Caught in the act: Implications for the increasing abundance of mafic enclaves during the eruption of the Soufriere Hills Volcano, Montserrat

Jenni Barclay, Richard A. Herd, Ben R. Edwards, Thomas Christopher, Emma J. Kiddle, Melissa Plail, Amy Donovan

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An exceptional opportunity to sample several large blocks sourced from the same region of the growing Soufrière Hills lava dome has documented a significant increase in the presence of mafic enclaves in the host andesite during the course of a long-lived eruptive episode with several phases. In 1997 (Phase I) mafic inclusions comprised ~1 volume percent of erupted material; in 2007 (Phase III) deposits their volumetric abundance increased to 5–7 percent. A broader range of geochemically distinctive types occurs amongst the 2007 enclaves. Crystal-poor enclaves generally have the least evolved (basaltic) compositions; porphyritic enclaves represent compositions intermediate between basaltic and andesitic compositions. The absence of porphyritic enclaves prior to Phase III magmatism at Soufrière Hills Volcano suggests that a mixing event occurred during the course of the current eruptive episode, providing direct evidence consistent with geophysical observations that the system is continuously re-invigorated from depth.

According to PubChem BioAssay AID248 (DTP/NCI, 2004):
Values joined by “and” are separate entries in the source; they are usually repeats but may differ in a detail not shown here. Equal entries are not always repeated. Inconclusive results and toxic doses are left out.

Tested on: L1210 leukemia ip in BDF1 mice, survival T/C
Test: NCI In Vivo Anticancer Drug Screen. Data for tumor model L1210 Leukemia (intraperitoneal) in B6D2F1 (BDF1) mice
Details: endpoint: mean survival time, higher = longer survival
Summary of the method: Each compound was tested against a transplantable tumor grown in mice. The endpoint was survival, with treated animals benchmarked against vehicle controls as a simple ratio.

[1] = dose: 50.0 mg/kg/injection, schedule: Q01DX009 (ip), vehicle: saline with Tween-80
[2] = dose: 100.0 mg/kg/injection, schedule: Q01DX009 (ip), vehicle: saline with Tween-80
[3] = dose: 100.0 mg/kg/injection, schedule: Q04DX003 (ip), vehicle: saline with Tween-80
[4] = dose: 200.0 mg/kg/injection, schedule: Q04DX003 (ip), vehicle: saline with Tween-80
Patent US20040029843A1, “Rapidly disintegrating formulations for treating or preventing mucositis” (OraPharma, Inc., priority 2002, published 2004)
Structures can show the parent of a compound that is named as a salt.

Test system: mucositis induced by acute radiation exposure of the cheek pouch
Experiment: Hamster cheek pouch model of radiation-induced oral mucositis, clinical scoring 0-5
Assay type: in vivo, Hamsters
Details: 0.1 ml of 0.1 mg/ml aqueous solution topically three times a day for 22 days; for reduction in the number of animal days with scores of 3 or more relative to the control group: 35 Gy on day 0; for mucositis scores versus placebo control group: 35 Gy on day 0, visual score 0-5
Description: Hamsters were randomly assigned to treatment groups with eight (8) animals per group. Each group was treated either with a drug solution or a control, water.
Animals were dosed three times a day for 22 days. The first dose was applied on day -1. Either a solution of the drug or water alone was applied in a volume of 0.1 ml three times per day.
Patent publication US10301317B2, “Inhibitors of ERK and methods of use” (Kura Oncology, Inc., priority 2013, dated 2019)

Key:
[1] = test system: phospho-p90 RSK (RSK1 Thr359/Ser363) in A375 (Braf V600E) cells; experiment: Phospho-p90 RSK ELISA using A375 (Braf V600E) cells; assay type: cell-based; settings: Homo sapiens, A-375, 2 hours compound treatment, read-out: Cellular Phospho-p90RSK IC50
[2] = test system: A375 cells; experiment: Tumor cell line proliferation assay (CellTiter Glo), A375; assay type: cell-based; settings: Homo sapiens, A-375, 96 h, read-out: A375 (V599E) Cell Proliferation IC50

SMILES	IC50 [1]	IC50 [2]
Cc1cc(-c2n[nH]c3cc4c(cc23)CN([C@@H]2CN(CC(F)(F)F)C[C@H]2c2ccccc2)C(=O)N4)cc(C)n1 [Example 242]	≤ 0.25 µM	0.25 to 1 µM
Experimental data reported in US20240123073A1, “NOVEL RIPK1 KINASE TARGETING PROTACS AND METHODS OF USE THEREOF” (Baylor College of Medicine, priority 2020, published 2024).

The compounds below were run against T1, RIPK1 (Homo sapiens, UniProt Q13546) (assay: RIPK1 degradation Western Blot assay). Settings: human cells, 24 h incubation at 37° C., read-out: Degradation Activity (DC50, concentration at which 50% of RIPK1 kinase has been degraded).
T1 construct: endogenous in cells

Original languageEnglish
JournalGeophysical Research Letters
Publication statusPublished - 2010

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